William Ramsey – The Secret of the Smiley Face Serial Killer
Gary Wayne and David Carrico – The Mysterious Essene- From Ancient Times to Present Day
Richard Phillips – Biblical Parenting 3: Parenting for Middle Childhood
For more than 200 years, Christians have been trying to reinterpret the six days of Creation in Genesis 1 to make them align with millions of years. But every attempt has a fatal flaw.
“And God saw everything that he had made, and behold, it was very good. And there was evening and there was morning, the sixth day” (Genesis 1:31).
“The sixth day.” What does that phrase mean to you? More than 200 years ago, Christians began to question whether this day truly was the sixth day, instead of the six millionth or six billionth day. They were responding to an idea, popularized in the late 1700s, that our planet and universe are much older than Scripture indicates. They wondered where millions of years might harmonize with the Bible. So they scrutinized Genesis 1 and reinterpreted the days of Creation Week in a variety of ways.
But they didn’t recognize that each of these attempts to insert long ages into Scripture had fatal flaws (even beyond the alarming fact that they tried to change the original intent of the language). Most notably, they place death, suffering, and disease long before Adam and Eve sinned.
Yet you will still hear varieties of these views. What are we to make of them? Is there any justification for changing the meaning of the Bible’s first chapter?
Is the Bible the reliable Word of God or a fallible collection of human religious ideas? The purpose of this article is to show that the conflict between secular science and the Bible is not new, but dates back to the days of the early church. Greek scientists like Porphyry and Celsus questioned the reliability of the contents of Genesis, Jonah, Daniel, as well as the factuality of Jesus’ Virgin Birth and Resurrection. This paper will demonstrate how early Greek scholars alleged that the holy Christian Scriptures were unreliable productions of men and will consider the commitment of the early church to these writings as the voice of God.
Often research articles have the aim of stating something that is experienced as new and relevant for a limited group of colleagues with expert knowledge. This paper has a different purpose, namely to translate some of these results from the field of patristic studies1 and make them available to fellow Christian scholars who are active in the natural sciences. This is likely to be encouraging, as the world of the early Christians was in many ways like the post-Christian Western world of the 21st century. What early Fathers embraced as Scripture is now usually also found in our printed Bibles. The fact that they took the Bible as the literal voice of God does not imply their interpretation was always right or that they were unaffected by the philosophies and pressures of their time and cultural surroundings. Likewise for Greek science in the late ancient era: although some philosophers preceded the modern ‘unbelief’ of the Continental Enlightenment Theology in many ways, this article does not claim that their worldview or motivation was identical, or deny that their work is inconsequential when it comes to considering the unusual or ‘miraculous’ in their own tradition.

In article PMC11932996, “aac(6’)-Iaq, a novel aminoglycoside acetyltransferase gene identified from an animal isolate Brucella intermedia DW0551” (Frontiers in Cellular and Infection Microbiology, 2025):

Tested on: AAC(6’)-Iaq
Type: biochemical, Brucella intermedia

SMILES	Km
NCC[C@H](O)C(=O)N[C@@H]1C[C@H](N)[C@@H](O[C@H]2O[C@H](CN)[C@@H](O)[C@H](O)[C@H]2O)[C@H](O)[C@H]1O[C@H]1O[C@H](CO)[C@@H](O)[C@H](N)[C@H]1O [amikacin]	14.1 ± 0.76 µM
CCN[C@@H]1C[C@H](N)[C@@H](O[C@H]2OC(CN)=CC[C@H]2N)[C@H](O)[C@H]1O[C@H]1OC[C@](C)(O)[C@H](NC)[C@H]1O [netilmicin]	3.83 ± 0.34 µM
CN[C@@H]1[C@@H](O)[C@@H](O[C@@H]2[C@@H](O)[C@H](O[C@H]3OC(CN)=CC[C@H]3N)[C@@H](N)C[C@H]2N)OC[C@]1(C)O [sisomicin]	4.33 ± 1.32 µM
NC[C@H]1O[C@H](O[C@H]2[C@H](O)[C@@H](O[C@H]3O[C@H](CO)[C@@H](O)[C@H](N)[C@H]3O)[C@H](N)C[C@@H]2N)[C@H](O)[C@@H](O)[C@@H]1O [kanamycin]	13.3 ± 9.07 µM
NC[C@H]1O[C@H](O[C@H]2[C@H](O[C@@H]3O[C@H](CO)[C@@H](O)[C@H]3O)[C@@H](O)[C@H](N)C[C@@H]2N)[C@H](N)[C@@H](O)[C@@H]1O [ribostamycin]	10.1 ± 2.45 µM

Continuing in our series on Puritan preachers (parts #1, #2), we come to Richard Sibbes (1577–1635). One source in which he reveals his view of preaching is The Fountain Opened, a collection of his sermons on 1 Timothy 3:16 (Works, vol. 5), where he addresses the office of the preacher particularly when he comes to the phrase “preached unto the Gentiles.”
When a king is enthroned, both his nobles and his common subjects must know it. Therefore, it is not enough for Christ to be “seen of angels,” His heavenly nobility. His kingdom must also be proclaimed to the entire world, all men called to submit to Him. He must be preached before He can be “believed on in the world,” Sibbes writes, for “faith is the issue and fruit of preaching” (Works 5:504). Sibbes says, “Preaching is the ordinance of God, sanctified for the begetting of faith, for the opening of the understanding, for the drawing of the will and affections to Christ.” This is the ladder of heaven that we must ascend one step at a time: first preaching, then faith, then prayer (Works 5:514).